The Build – Part 2
In Part 2 of the RC10 Classic build, we jump into building an excellent rendition of the original 6-gear transmission. This transmission is simply over-complicated by todays standards and, because of this, the transmission build is a bit longer than most steps. It is a cool look at how things were done back then though!
In Step 1 I tried to make it extremely clear not to throw away any of the tools AE supplied with the RC10 Classic…and now you’ll find out why. In Step 7 you’ll need to screw in some itty, bitty 0-80 size screws into the RC10 idler gears. Ya, well, unless you’ve got an over-abundance of useless tools, you won’t have the L-wrench needed for this step. AE does supply it but, if you’re like me, I tossed out all those cheezy tools in favor of my awesome Hudy and MIP ones. Problem is, Hudy and MIP (or any other tool manufacturer in our industry) doesn’t make a 0-80 size wrench! So, yah, I had to order another 0-80 size wrench from AE. Moral of the story: don’t throw your RC10 Classic tools out. Ever.
Have some threadlock ready as you’ll need it for this step.
Because this kit is from the way-back time-machine, the bags and their contents don’t coincide 100% with the manual. You may need to open bags further down the line to get the screws you need for an earlier step.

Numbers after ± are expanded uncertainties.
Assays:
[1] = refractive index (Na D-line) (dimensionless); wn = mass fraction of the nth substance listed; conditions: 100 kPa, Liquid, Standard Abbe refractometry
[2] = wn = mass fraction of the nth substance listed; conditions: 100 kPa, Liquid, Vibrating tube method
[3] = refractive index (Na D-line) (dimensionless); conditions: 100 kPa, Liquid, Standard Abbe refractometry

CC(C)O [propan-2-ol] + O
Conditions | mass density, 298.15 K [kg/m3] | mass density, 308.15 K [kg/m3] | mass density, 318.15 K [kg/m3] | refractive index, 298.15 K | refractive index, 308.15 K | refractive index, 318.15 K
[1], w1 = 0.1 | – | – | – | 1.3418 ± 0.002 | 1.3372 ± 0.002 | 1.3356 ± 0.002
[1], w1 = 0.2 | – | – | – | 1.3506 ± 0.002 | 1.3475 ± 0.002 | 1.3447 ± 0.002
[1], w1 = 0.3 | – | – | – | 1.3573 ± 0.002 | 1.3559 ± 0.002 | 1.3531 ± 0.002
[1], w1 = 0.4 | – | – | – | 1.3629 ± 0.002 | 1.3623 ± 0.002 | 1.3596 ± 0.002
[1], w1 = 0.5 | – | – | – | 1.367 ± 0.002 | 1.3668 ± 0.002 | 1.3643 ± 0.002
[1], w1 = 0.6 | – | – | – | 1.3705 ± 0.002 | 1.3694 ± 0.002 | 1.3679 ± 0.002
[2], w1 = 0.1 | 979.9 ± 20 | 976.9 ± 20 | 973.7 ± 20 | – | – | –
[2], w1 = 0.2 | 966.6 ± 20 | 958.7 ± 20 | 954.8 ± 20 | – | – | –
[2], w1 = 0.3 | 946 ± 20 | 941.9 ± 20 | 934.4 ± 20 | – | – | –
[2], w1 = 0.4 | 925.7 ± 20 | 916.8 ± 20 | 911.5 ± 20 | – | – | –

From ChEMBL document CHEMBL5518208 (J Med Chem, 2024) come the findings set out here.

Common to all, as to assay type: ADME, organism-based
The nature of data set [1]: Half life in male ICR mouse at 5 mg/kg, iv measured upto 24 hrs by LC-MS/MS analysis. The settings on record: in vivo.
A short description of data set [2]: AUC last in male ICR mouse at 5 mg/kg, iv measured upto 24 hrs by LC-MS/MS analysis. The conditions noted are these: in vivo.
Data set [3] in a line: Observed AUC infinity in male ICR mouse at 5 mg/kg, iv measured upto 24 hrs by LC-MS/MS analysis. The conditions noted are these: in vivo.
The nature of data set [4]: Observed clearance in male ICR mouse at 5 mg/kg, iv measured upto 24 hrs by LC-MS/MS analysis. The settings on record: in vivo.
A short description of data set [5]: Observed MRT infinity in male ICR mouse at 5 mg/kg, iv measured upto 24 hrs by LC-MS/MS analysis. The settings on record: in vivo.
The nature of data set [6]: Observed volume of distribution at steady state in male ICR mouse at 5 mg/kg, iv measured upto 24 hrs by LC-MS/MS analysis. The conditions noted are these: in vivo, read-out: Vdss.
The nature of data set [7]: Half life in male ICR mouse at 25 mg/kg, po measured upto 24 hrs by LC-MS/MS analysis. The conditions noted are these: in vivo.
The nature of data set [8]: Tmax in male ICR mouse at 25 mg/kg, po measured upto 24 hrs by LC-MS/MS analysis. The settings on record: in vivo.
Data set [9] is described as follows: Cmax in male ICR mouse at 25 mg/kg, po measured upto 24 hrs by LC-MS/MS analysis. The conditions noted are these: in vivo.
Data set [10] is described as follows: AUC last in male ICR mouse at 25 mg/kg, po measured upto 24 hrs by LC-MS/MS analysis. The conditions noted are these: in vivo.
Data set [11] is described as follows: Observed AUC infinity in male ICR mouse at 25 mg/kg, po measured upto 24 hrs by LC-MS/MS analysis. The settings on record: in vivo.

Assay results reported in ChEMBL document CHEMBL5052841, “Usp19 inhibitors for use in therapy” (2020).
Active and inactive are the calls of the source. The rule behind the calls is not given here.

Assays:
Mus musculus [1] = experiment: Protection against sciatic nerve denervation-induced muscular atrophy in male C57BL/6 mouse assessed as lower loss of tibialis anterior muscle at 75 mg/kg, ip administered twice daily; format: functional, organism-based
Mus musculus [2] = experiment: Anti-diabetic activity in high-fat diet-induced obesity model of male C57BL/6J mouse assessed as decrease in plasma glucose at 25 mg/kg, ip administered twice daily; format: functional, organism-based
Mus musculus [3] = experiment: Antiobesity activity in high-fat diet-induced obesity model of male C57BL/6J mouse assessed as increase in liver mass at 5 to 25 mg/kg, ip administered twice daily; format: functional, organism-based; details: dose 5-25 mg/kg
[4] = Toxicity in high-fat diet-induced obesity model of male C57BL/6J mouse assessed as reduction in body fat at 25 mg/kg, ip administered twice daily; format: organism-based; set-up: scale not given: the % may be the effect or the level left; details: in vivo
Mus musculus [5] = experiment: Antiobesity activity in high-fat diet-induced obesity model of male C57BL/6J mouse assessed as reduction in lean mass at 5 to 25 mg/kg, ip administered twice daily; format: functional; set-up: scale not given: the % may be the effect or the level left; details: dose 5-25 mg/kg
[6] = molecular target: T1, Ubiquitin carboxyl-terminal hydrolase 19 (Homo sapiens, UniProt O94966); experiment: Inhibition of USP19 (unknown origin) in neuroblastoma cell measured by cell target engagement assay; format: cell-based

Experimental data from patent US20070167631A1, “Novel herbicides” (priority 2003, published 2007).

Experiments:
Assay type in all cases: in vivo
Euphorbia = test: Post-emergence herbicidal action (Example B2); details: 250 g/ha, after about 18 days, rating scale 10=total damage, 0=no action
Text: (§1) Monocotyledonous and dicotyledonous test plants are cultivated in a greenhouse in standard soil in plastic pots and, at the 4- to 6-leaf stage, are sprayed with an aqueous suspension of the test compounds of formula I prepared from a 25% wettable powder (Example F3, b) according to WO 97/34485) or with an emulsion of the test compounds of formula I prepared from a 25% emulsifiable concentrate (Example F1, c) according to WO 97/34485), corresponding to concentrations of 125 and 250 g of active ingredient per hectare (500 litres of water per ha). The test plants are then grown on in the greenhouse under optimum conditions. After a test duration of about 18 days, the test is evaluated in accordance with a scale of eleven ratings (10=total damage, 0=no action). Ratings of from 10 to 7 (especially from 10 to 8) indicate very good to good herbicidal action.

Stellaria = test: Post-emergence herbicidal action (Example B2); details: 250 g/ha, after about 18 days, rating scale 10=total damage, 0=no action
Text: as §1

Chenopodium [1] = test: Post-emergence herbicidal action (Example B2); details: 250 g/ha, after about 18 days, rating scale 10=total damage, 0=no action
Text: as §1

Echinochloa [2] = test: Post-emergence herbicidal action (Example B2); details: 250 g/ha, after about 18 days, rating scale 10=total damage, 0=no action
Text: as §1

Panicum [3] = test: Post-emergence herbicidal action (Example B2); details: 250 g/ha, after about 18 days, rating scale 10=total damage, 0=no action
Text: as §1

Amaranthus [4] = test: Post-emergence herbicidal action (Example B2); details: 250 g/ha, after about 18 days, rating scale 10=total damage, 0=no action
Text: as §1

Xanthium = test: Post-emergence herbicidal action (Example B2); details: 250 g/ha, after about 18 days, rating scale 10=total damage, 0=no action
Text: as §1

You’ll also be dealing with alot of grease, so a couple clean towels are recommended.We start off the transmission build by pressing the drive pin through the drive gear pivot. This fit is a bit tight and might give you a bit of grief installing, but once you get it started just make sure it’s centered in the drive gear pivot. Slide the drive gear pivot assembly through the spine plate as shown and secure with the drive gear pivot nut. Note the orientation of the spine plate. Don’t forget to add a drop of threadlock to the drive gear pivot nut. Slide the idler gear pivot through the spine plate, attach the 5mm washer and snap the larger e-clip into place as shown. Make sure you use the bowed e-clip and note the instructions on which side of the ‘bow’ faces out. Press an oilite bushing into each of the axle drive gears. Make sure it seats all the way down into the gear and secure with an internal retaining clip (or snap ring). If you have a set of snap ring pliers, you can use those here to make things a bit easier. If you don’t, you can force one of the ‘open’ ends in and, carefully using your fingernail, rotate the snap ring into place. This photos shows the snap ring fully seated. Make sure both of your gears look like this. Slide the assembled axle drive gears onto the drive gear pivot as shown and secure with the 4-40 screw. A dab of threadlock will help keep the screws from loosening up. Press the oilite bushings into the idler gear and secure with 4 0-80 screws. You did save that itty, bitty 0-80 L-wrench, right? If you didn’t, you’re SOL until you fine another…don’t try and force the screws into place with a different wrench. Slide the idler gears onto the idler gear pivot and secure with an e-clip. Note the orientation of the gear…you’ll want the screw heads facing out. Before we assemble the top shaft, we need to do a little pre-prepping of parts. Trust me, it’s makes it alot easier! Start by pressing the white diff bushing into the thrust washer with the larger hole. Press in until one side is flush. You can use your table to achieve this (as shown in the photo). Press one of the larger oilite bushings into the bearing adapter. Make sure it is seated completely. Finally, press the 2nd white diff bushing into the diff hub as shown. Make sure it is flush with the outside. Now that the prepping is done, time to assemble. Slide the diff washer (with the smaller hole) onto the top shaft followed by the diff thrust bearing. Apply a small amount of black grease onto the ‘gear-side’ of the thrust bearing and slide down to the diff washer. Apply a little more black grease onto the opposite side of the thrust bearing. Take your diff washer/diff bushing assembly and slide it onto the top shaft, the ‘flush’ side facing the thrust bearing. Slide it down and into place. Slide the diff pinion onto the top shaft followed by your bearing adapter assembly. The diff pinion should slide over the white diff bushing and the bearing adapter should slide over the flange on the diff pinion. Take your diff tube assembly and slide it onto the top shaft (tube-side first) and press the entire assembly together. For the next couple of build steps, it’s easier if the top shaft is facing up. I used the transmission case half to hold the top shaft in place. Once you’re ready, slide a diff ring into place on the diff hub. Slide the spur gear into place (over the diff hub) and squeeze a drop of white lube into all 8 holes as shown. Drop one diff ball into each of the 8 holes. Be careful as these little suckers like to roll away and can easily be lost in the carpet. Prep the diff spring by compressing it 2-3 times with a pair of pliers. Drop the 2nd diff ring into place followed by the outer hub. Make sure the diff ring seats around the flange on the hub. Drop the diff spring in place and attach the 5-40 locknut on the end. You can start with AE’s recommendation of tightening the locknut down until it is flush with the top shaft. Ok, are you still with me? Well now we’re on to the fun part… Take your spine plate assembly and insert it into the right transmission case. Note the orientation of the spine plate in the picture. Slide the top shaft through the aluminum motor guard and through the upper hole in the right side transmission case. You’ll also want to make sure that the bearing adapter (on the top shaft) mates correctly on the outside of the transmission case. To help with the following step, cut a small notch in the final bearing adapter as shown. It doesn’t need to be a big notch, just something you can get a set of needlenose pliers into. Press the final oilite bushing into the bearing adapter. Press the bearing adapter into the left transmission case half. Using all three of your hands, align and press the two transmission cases halves together. Drop the e-clip into the bearing area and, using the notch you cut earlier, snap it into place. Press a felt ring over both of the diff outdrive gears followed by the felt seal. A drop of CA glue (on each ‘tab’) will help keep the felt seal in place. It should only take about 10 seconds to cure. Insert the 4-40 plain nut down inside the hole as shown… …and secure the transmission together with the 4-40×5/8 screw. Do not over tighten, but do apply a small drop of threadlock. Now insert the 3 longer 4-40 screws and tighten them to the aluminum guard. A small dab of threadlock on these is also recommended. The final assembly should look like this and the gears should spin somewhat freely. Time to take a breather and get a beer. Good job.